The Separation Series

by Janelle Cordero

I’m lining up the hair on the back of your neck with a razor—we’re in the garage with the door open because of the lighting, bright but not harsh. I touch you for the first time in weeks, putting my left hand on the crown of your head and pushing forward, using my right hand to cut the straight edge, shave down the fine hairs. You’re shirtless in blue jeans, your body so familiar to me: your thick shoulders, the whorl of each ear, the cheekbones that jut out farther now that you’re smoking again, barely eating. My eyes blur with tears, but I finish the job without crying. You look in the mirror afterwards. Thanks, you say, and pull your t-shirt back over your head. You leave soon after—I wave as you back your red Toyota pickup out of the driveway. And we go on like this, loving each other from a distance and never knowing, really, when the last moment of tenderness will come, will go. 

Everything just is, Buddhists say. My neighbor, the construction worker, leaves his house for the jobsite at 6 AM. And here I am, watching his taillights disappear into the cold blue morning, the sun not yet up, my own mind still muddy from sleep. Everything just is, I think as I walk the dog down the block towards the park with all the pine trees, the wooden gazebo at the center. I exist, and someday I won’t. Hold me, I say to no one. Make me forget.

We’re supposed to be on a date. Early October, late afternoon with the sun setting behind the restaurants along the river, everyone else on the sidewalk hand-in-hand, it seems, and happy. But you’re sitting on the tailgate of your truck saying you better get going before the pharmacy closes to pick up your Adderall, and I know it’s my fault for bringing up money, so my eyes water. I bite my lip to keep the tears from falling and ask if you want dinner, but you’re not hungry. What about this short skirt I’m wearing, or the black lace thong underneath? What about my shaved legs, my winged eyeliner, the perfume on my wrists and neck? What about my need to be touched, to be handled like some cherished thing? I can’t say any of this out loud. So instead I walk across the street towards my car, and by the time I look back, you’ve pulled away, you’re gone.

I need to teach you how to program the sprinkler system, you say. We’re outside sweeping pine needles from the curb—late September, cold enough for a sweatshirt but too warm for a coat. I don’t want to, I say, both as a joke and because there are so many things I thought you would always do: change the oil in our cars, fix leaky pipes or faulty light switches, kill the injured birds the cat brings in so I don’t have to. I know, you say, but it’s easy. It practically runs itself. Okay, I say, and then I bite my bottom lip hard so I won’t beg you to stay, beg you to keep living the life you don’t want anymore.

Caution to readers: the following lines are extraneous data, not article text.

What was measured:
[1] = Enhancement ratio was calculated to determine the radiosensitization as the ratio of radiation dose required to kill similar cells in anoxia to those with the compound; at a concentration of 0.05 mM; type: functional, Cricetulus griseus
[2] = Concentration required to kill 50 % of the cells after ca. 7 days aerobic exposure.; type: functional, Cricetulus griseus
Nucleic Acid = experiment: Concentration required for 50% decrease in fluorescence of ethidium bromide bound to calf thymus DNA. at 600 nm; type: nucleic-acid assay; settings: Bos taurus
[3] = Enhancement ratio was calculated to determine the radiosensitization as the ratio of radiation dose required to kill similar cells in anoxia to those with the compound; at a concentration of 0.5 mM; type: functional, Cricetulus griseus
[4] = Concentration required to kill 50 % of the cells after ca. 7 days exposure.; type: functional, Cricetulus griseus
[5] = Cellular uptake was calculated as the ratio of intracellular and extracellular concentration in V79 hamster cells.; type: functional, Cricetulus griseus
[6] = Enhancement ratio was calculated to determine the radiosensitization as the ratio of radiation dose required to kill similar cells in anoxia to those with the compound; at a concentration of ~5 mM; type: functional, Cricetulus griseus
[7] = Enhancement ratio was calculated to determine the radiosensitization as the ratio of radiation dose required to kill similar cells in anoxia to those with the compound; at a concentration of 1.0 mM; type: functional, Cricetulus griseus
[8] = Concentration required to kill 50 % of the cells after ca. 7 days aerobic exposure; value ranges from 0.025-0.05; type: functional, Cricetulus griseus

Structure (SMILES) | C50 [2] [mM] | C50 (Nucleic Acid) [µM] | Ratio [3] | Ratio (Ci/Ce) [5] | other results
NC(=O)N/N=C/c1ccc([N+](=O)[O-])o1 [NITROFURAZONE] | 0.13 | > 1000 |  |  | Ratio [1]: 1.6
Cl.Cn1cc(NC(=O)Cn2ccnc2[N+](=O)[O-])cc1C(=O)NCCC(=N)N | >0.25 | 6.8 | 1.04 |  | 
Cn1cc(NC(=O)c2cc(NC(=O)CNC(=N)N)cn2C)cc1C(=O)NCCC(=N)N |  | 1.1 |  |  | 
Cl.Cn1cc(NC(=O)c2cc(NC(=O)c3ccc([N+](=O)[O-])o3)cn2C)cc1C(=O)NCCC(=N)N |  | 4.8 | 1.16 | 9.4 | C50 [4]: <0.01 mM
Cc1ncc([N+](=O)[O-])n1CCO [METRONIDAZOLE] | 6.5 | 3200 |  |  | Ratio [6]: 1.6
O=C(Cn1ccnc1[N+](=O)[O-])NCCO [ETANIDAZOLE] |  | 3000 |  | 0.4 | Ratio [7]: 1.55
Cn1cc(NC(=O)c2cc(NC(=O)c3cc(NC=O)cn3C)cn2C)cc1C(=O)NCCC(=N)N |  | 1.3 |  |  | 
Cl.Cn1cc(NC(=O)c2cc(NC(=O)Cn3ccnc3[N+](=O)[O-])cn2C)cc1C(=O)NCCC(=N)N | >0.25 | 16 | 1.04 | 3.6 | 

Won’t you miss the dog, I say, when what I really mean is, won’t you miss me? Of course, you say, but flights are cheap. I’ll come back for weekend visits. And I hope this means you’ll come back for me. Wait, wait, I say in my head. What if we’re making the biggest mistake of our lives? You pulled my hair in the kitchen the other day, and I liked it. Please, don’t stop loving me. Please, the one thing I actually say out loud, don’t forget.

When you’re backing out of the driveway and I’m waving to you from the window, all I’m thinking is: please don’t leave. Please come back. Burst through the front door like someone on a sitcom, put both hands on my shoulders and look me in the eye, wild and desperate, and say you’ll never stop loving me. Tell me you take it all back. Tell me you want me forever. Then hold me hard and tight, like you’ll never let go, and don’t. Don’t let go. 

The pumpkin patch north of my hometown has been the same for decades: a full acre of orange and white gourds, a half circle of haystacks used as a backdrop for family pictures, a self-service scale, and a locked metal box with a slit in the lid where we shove crumpled dollar bills and coins. Pumpkins are thirty cents a pound. It’s warm enough today for shorts and a t-shirt, and still I sweat as I walk the rows, searching for something perfectly round. I’m sorry to hear about the separation, my mom’s boyfriend says. It’s hard for two artists to be together; one of them will always have to compromise. I wave him off, not wanting to cry while I crouch down and turn a pumpkin this way and that, brush dirt from its skin with my hands and think yes, this one will do. 

I’m the skinniest I’ve ever been as an adult, you say. You’re skinny because you’re not eating, I say. No, you say, pointing to the front pocket of your sweatshirt, stuffed with chocolate Halloween candy I bought from the store last week. Candy doesn’t count, I say. And here we are again, me worrying about your body more than you do, wanting you to treat it with care, with the kind of attention you give to nothing else, save art, maybe, or when you’re building something. Listen, I say, your body, your heart and mind, these are valuable things. Take care of them. You shrug, say thanks for the coffee, and walk out of my life. 

Ask me a question I can answer. Not who are you, but what are you made of? Not where did you come from, but where is your heart buried, and what’s growing from its muscle? I don’t need to find myself, because I’ve always been the same. Here, sweet girl, I say, follow the breadcrumbs home, the same path through the cedar grove that will lead you away from him.